Tesla starts pushing its third ‘one-time’ FSD transfer to boost Q3 demand

Entertainment

Tesla’s third instance of its ‘one-time-only’ Full Self-Driving transfer scheme is in full effect now, allowing owners to transfer their purchase of FSD capability to a new vehicle on purchases before August 31.

Tesla is using this as an opportunity to boost demand, rather than doing the right thing by letting owners transfer the still-unreleased software they spent thousands of dollars on.

Tesla has been selling its FSD system for many years now, to the point where many early owners have been through multiple vehicles without the software actually being delivered in its full working state. Tesla has said repeatedly that this software would enable its vehicles to drive themselves with nobody in the car.

Those owners can currently use Tesla’s FSD Beta, now called FSD Supervised, but so far it does not drive itself with no human intervention.

And so, owners who trade in their cars to get a new Tesla have wondered why they have to purchase the same software again if the software was never delivered to the previous vehicle in its full promised state. Particularly since the price of buying FSD now is higher than it was for many of those early owners – though it has gone back down in price recently.

Last year Tesla started allowing FSD transfers – but only for two months, and said it would happen never again. It was seen as a way to stoke demand, rather than an example of Tesla “doing the right thing” and letting owners retain eventual access to the software they paid for but were never delivered.

After the initial period lapsed, Tesla brought back the FSD transfer this year, allowing it for new orders until the end of Q1. That offer was then extended, meaning that this “one-time amnesty” has already been offered either two or three times by now, depending on how you count it (so, this might be the fourth instance – or at least the fourth quarter in which the program has been available for at least part of it).

After multiple instances of this offering, the question was asked on Tesla’s Q1 call whether FSD transfer could be made permanent, and the answer was a flat “No.”

However, at Tesla’s recent shareholder meeting, the question was again asked if owners could have FSD transfer for “one more quarter,” to which Tesla CEO Elon Musk said “okay, one more quarter.”

Tesla starts advertising its “one more quarter” FSD transfer scheme, available thru Aug 31

Now Tesla has implemented the transfer, and has started to push the scheme on social media and through its customer contacts.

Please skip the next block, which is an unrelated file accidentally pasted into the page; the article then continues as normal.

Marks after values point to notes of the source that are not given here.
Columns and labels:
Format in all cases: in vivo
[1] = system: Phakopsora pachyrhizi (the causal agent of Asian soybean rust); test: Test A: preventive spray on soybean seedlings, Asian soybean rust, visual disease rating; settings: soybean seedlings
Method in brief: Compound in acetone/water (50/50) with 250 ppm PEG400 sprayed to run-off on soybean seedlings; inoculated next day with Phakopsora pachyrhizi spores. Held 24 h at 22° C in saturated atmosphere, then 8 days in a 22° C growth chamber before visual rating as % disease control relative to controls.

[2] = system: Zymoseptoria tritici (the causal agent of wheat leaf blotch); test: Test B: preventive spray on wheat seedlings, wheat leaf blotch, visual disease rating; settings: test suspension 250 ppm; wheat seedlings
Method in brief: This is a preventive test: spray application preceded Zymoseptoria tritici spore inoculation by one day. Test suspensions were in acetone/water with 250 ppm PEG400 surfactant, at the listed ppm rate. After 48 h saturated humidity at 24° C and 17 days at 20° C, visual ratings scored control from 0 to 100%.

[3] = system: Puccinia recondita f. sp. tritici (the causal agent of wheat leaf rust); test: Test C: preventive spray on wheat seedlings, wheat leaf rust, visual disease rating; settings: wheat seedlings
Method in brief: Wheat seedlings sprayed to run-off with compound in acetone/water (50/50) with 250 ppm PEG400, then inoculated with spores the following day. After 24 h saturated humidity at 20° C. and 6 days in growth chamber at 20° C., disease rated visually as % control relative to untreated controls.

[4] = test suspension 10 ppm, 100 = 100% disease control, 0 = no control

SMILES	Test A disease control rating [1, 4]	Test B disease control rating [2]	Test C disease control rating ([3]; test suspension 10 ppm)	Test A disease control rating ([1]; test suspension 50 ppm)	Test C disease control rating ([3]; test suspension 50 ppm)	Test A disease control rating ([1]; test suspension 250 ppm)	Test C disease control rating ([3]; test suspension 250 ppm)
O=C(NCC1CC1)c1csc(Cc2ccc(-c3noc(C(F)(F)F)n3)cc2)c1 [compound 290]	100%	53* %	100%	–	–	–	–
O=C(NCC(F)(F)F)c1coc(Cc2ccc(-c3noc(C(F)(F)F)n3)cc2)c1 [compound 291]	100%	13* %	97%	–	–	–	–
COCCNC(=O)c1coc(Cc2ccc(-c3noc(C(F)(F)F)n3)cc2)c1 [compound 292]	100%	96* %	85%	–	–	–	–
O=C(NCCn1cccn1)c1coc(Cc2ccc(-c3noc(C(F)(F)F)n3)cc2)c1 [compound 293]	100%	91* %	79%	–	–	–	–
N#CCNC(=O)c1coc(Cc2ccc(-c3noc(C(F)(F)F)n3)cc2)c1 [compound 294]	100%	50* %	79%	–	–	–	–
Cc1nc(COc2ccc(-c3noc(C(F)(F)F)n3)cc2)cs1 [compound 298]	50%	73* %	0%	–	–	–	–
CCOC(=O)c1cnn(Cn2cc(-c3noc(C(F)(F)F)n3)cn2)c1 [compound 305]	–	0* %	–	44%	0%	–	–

It has actually been active since June 24th – 11 days after Musk said it was a “complex” feature for Tesla’s sales organization to activate. But while the system was quietly activated in June, Tesla is now pushing it harder publicly.

Yesterday, on the first day of its new sales quarter, Tesla North America put out a tweet announcing the program:

And Tesla began sending emails to customers today, encouraging them to trade in their Tesla for a new one before August 31:

Interestingly, the program ends on August 31, rather than September 30, which would be the last day of the quarter. Tesla has a tendency to do end-of-quarter delivery pushes, and will often offer incentives near the end, rather than the beginning of a quarter.

However, lately, Tesla’s sales have faltered, even as other EV sellers continue to grow sales rapidly. So, perhaps Tesla thinks that giving itself more time with this incentive active is better than rushing to make up lost time at the end of the quarter, as it has done in the past.

Electrek’s Take

As I’ve said before: we should not have to have this discussion every quarter.

Until FSD is able to follow through on its promise, transfers should be free for anyone who has bought the software.

Any other company that pre-sold software and then refused to deliver it would not be looked kindly upon, particularly if that software was thousands of dollars and many years late, and if customers were required to re-buy it for every piece of hardware they purchase to run it on.

Yes, people can use something that Tesla calls “FSD” right now, and the system is gradually getting better.

But it does not fully drive the car, doesn’t work without intervention, can’t be summoned across country, and can’t be used as a revenue-generating robotaxi (a promise Musk made again at the shareholder meeting).

It’s time to stop stringing owners along. If the problem is difficult, and more difficult than you thought, that’s one thing. But making people buy additional licenses to software you already sold them and did not yet deliver is not acceptable.

The right thing would be to make transfers permanent until level 5 autonomy is delivered. Even “effective permanence” of continually-rolling offers like this are more about stoking demand. Tesla is acting like a rug store that is perpetually going out of business.

But if Tesla won’t do the right thing, maybe the law will finally force them to follow through on the promises they’ve made. There are currently several cases in court relating to Tesla’s FSD false advertising that could have sweeping effects on how Tesla sells this software and what rights its owners might have. Stay tuned for the results of those.


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